The above arrangement is commonly employed in optical modules. One of the steps in the fabrication process of the optical modules is to align the optical fiber collimator, the polarizing beam splitter, and other optical components in the optical modules. Align the optical fiber collimator, the polarizing beam splitter, and other optical components in the same step can be challenging because it involves aligning more than two optical components. It is desirable to integrate the polarizing beam splitter to the optical fiber collimator and align the two to form an integrated optical fiber collimator. By doing so, the number of optical components that require alignment in the fabrication of the optical module may be reduced and alignment process may be simplified. It is an object of this invention to provide an integrated optical fiber collimator that includes a built-in polarizing beam splitter.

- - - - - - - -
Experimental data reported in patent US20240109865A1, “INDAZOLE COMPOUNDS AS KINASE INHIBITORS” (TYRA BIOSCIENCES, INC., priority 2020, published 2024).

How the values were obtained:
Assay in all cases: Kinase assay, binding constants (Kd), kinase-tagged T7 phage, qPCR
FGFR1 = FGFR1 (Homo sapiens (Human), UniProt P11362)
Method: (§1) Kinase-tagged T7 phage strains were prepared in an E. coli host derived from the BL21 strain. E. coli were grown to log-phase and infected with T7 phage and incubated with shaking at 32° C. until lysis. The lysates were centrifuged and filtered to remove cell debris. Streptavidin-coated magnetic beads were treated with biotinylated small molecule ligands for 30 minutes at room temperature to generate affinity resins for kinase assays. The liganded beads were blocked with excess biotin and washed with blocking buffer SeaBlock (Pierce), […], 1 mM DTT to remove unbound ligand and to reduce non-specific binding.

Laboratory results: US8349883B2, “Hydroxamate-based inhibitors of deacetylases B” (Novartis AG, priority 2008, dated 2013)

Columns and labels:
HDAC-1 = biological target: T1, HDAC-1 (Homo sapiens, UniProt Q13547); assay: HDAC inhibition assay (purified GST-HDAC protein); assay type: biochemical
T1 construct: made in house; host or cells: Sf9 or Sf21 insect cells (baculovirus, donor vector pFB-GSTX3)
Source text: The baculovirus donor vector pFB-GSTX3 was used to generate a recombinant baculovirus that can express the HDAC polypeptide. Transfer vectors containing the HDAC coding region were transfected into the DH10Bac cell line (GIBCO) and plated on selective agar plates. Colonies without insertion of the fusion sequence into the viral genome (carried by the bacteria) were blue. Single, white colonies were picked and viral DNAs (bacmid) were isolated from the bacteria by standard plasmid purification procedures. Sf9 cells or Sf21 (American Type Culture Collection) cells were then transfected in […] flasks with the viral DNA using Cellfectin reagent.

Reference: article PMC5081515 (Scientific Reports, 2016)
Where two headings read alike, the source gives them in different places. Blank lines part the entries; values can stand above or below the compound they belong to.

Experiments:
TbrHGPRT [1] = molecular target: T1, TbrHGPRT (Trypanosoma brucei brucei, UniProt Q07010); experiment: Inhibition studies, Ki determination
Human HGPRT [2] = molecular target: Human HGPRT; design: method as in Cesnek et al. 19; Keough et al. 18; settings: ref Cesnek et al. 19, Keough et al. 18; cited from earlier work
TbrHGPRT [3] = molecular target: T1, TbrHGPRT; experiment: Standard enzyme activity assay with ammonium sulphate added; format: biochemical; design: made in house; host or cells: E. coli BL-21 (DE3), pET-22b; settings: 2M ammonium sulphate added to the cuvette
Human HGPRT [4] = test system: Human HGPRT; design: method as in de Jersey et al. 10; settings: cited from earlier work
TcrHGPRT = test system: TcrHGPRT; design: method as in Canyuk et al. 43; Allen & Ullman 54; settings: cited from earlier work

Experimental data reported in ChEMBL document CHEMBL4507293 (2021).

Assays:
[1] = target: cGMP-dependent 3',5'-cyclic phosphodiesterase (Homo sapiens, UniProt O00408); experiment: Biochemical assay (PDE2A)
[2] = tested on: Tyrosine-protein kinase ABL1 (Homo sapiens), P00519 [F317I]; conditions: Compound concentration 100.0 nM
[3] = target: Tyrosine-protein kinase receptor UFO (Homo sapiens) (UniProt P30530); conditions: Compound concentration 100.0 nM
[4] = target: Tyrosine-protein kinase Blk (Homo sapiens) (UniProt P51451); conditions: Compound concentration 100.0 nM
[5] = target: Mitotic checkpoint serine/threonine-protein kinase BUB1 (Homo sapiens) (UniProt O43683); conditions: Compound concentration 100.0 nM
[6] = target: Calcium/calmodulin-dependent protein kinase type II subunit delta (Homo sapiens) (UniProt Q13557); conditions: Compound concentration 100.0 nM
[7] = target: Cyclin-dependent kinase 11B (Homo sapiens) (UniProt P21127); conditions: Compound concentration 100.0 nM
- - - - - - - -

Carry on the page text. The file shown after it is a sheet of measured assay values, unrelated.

SUMMARY OF THE INVENTION

According to this invention, an embodiment of the present invention includes a housing, an optical fiber, a collimating lens system of at least one lens, and a polarizing beam splitter. The optical fiber terminates in the housing at an optical fiber termination. The collimating lens system is in the housing and is in optically communication with the optical fiber through the optical fiber termination. The housing mechanically supports the polarizing beam splitter. The polarizing beam splitter separates the light from the optical fiber into two substantially orthogonally polarized light beams and substantially couples two orthogonally polarized light beams to the optical fiber in conjunction with the collimating lens system.

DESCRIPTION OF THE DRAWINGS

A better understanding of the invention may be gained from the consideration of the following detailed description taken in conjunction with the accompanying drawings in which:

FIG. 1 shows the configuration of a common arrangement for collimating the light from an optical fiber and separating the collimated light beam into two orthogonally polarized light beams.

FIG. 2 shows the configuration of an embodiment of the present invention.

FIG. 3 shows the configuration of an alternative embodiment of the present invention.

DETAILED DESCRIPTION OF THE INVENTION

In the description that follows, like parts are indicated throughout the specification and drawings with the same reference numerals. The present invention is not limited to the specific embodiments illustrated herein.